Myanmar military accused of crimes against humanity by Amnesty International

Myanmar military accused of crimes against humanity by Amnesty International

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In the wake of allegations of violence against the Rohingya Muslims Amnesty International has said that the Myanmar military may have committed ‘crimes against humanity’ and have accused them of raping, torturing and murdering innocent civilians.

The military authorities of Myanmar have said that they are only conducting anti-terrorist operations in Rakhine and denied all accounts of atrocities
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According to the Amnesty International in October a group of militants most of whom were Rohingya Muslims attacked the border police, the operation in Rakhine was started in this context and the military dubbed it as an anti-insurgency operation.

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Earlier in November, an official of United Nations had said that ‘ethnic cleansing’ of Rohingya Muslims who are a minority was being performed by the military of Myanmar, whereas satellite images of destroyed villages were published by the Human Rights Watch.

The regional organisation ASEAN which is composed of 10 nations of Southeast Asia is holding a meeting where regional leaders are gathering to discuss the violence.

Aung San Suu Kyi, the de-facto leader of Myanmar was not in favor of setting up this meeting, instead of taking notice of the plight of the Rohingya Muslims of Myanmar, whenever this issue is raised by the international community she accuses them of stirring things up.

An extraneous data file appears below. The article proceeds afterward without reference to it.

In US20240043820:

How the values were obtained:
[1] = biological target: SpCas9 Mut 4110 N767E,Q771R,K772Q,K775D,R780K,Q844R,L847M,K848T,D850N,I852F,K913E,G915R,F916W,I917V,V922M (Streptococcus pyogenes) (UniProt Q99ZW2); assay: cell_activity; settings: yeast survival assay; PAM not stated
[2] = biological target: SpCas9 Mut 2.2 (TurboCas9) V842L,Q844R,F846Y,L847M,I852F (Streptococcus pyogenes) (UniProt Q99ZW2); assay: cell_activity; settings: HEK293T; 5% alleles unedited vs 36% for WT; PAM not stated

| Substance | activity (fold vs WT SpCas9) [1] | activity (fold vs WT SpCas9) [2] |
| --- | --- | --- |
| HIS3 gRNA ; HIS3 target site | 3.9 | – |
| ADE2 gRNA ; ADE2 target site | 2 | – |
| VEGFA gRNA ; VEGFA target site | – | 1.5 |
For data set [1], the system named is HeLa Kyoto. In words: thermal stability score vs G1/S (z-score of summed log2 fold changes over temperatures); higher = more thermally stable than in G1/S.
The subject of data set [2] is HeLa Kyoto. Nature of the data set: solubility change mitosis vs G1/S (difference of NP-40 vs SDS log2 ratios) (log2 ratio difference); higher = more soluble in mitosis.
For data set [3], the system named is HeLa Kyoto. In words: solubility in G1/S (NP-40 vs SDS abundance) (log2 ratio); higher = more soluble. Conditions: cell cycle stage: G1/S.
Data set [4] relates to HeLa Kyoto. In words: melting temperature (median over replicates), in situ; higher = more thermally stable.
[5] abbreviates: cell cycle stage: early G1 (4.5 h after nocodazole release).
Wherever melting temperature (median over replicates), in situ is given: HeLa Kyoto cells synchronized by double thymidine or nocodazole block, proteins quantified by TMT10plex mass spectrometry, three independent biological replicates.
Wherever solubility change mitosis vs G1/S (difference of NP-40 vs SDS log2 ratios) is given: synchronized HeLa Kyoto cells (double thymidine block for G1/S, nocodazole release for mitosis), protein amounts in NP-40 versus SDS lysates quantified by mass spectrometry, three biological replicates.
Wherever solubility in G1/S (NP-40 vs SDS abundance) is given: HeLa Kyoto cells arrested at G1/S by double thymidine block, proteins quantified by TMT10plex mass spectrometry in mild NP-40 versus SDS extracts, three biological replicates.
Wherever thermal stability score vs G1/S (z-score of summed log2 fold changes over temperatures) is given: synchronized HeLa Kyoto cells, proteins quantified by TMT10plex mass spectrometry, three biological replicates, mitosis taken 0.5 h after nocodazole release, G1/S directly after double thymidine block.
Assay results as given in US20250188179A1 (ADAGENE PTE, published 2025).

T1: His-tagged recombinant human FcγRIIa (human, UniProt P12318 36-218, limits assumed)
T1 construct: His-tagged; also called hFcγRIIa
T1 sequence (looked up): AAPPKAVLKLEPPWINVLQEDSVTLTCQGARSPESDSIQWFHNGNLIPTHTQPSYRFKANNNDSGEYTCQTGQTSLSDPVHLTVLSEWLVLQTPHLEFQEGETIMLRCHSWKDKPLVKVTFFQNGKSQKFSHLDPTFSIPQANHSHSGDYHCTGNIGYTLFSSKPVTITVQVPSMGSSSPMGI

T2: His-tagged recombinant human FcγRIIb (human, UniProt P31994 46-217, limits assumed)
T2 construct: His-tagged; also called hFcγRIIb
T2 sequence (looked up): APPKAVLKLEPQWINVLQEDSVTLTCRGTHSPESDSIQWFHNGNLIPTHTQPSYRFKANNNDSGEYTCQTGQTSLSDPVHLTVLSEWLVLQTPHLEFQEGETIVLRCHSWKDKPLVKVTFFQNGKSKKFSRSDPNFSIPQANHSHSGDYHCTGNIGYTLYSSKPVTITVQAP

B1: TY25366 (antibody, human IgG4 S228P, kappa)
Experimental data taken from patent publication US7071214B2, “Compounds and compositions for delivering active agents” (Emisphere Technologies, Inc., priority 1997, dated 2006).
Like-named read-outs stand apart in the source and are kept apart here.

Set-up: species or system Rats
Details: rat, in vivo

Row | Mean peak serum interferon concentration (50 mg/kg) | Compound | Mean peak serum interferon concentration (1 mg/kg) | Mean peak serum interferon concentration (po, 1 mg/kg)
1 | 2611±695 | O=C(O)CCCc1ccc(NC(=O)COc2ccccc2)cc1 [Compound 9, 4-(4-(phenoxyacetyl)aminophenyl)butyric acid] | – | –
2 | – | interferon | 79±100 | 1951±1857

She has reportedly denied all allegations of violence and atrocities and have supported the military, she has said that the military is following the rule of law.

However, the reports of raping and killing of civilians on the pretext of a Rohingya armed group by many human rights groups say the contrary.

Indonesia and Malaysia, which are the two most populated Muslim countries put pressure on her and forced her to hold this meeting, although unwillingly but now she will have to give the briefing on the situation in Rakhine State for the last two months.

However, it is very likely that they will only get to hear one side of the story.

According to the Amnesty International almost 20 people involved in humanitarian efforts were interviewed along with 30 actual victims, the reports of random killings, arrests, detention, torture, looting and rape were described as a ‘humanitarian catastrophe’.

More than 1,200 buildings were set ablaze including homes, schools and mosques.

“The army’s actions are part of a widespread and systematic attack against the Rohingya population in northern Rakhine State and may therefore constitute crimes against humanity,” the Amnesty International said.
Due to restrictions journalists are unable to approach the area and that is why there is no exact number of fatalities reported.

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